Today, Stephen’s Day or Boxing Day as it is also known, while we are all tucking into our left-over turkey sandwiches, Renmore man Damian Browne will have solo-rowed 12 straight days on the Atlantic Ocean.
For us the next 12 days will be filled with family, friends, good food and homely comforts. Damian will spend Christmas surrounded by the high seas with no family members, friends or fancy food to enjoy – nor any home comforts that we all relish at this time of year.
Since his departure from the La Gomera Marina (Tenerife) on December 14th he has already had a rough ride. In the first few hours at sea, Damian’s body reacted poorly and he was unable to eat properly as sea sickness took hold. His strength suffered and rowing was a chore as his progression in the water faltered. Although it was a physical struggle to rid his body of the sickness, his mind became agitated and his best laid plans over the past 18 months were being compromised. Still, he picked up the pieces and got into his stride over the next few days and began to get some good momentum going.
Within a week he was beginning to look like the fictional character Gulliver that he brands his mission on, as his beard thickened and his skin bronzed due to his all-day exposure to the warm sun across the Atlantic Ocean. By his tenth day at sea, more troubles were in store. Upon waking very early and setting out for his 14 hour daily row, Damian soon discovered that one of his oars had gone astray somewhere into the wide open blue ocean. If that was not bad enough, giant sea swells (a series of mechanical waves that circulate between water and air) made getting into a rowing rhythm extremely challenging. This was accompanied by him witnessing a wall of 3 metres of water on his rowing deck immediately after he took a quick call of nature!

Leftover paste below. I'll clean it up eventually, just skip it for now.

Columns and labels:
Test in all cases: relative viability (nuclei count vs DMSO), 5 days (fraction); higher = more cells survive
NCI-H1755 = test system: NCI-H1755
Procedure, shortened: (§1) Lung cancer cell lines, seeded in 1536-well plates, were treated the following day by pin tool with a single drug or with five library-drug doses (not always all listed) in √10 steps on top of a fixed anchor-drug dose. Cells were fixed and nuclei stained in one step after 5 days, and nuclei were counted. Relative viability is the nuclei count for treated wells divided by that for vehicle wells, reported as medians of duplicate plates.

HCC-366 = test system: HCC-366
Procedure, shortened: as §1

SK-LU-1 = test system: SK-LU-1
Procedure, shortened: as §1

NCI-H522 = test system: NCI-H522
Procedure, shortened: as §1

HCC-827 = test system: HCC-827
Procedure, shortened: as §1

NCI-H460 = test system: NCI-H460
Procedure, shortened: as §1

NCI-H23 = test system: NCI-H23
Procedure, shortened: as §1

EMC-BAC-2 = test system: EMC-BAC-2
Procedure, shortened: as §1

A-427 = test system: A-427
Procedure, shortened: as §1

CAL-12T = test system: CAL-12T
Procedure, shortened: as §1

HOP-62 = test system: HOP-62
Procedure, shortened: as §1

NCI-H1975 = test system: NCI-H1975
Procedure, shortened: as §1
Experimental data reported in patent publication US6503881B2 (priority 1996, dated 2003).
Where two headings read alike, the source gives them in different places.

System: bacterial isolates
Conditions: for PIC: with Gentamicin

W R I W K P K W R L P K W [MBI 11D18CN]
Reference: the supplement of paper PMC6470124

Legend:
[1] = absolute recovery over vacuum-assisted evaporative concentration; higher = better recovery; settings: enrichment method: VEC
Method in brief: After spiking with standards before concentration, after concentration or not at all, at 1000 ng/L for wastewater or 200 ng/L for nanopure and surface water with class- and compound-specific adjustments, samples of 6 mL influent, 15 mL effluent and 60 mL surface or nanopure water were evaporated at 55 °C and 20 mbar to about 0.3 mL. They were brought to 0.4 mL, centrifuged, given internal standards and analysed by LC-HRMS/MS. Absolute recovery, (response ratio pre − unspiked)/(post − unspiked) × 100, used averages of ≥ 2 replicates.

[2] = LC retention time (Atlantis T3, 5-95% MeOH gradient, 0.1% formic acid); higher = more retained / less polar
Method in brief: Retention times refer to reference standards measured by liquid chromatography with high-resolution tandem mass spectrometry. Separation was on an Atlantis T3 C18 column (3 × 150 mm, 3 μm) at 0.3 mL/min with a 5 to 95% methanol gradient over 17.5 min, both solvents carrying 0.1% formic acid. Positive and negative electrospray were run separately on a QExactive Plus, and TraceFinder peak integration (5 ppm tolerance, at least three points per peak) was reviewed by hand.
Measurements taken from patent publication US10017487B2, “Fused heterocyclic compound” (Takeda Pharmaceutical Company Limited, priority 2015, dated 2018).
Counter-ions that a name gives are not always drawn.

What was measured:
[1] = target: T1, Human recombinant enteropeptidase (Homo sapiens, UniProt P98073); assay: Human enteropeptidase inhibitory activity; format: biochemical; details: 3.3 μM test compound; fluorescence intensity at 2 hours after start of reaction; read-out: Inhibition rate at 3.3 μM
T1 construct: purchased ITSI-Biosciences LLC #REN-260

There’s no doubt that Damian is feeling the pressure on the high seas (despite his tip-top preparation that one would expect from a former successful professional athlete and adventurer) but at the same time, he is revelling in it. Having set out to row 4,800km alone for Médecins Sans Frontiéres Ireland (an emergency medical aid charity for conflicts and natural disasters), the Strong Roots Foundation in Rwanda (which teaches orphan children) and Madra (a charity for rescue of abandoned dogs) he is, despite all the challenges, succeeding.
We can but marvel at Damian’s adventurous spirit and charitable contribution to humanity and perhaps contemplate how he is teaching us to keep the faith over this Christmas period.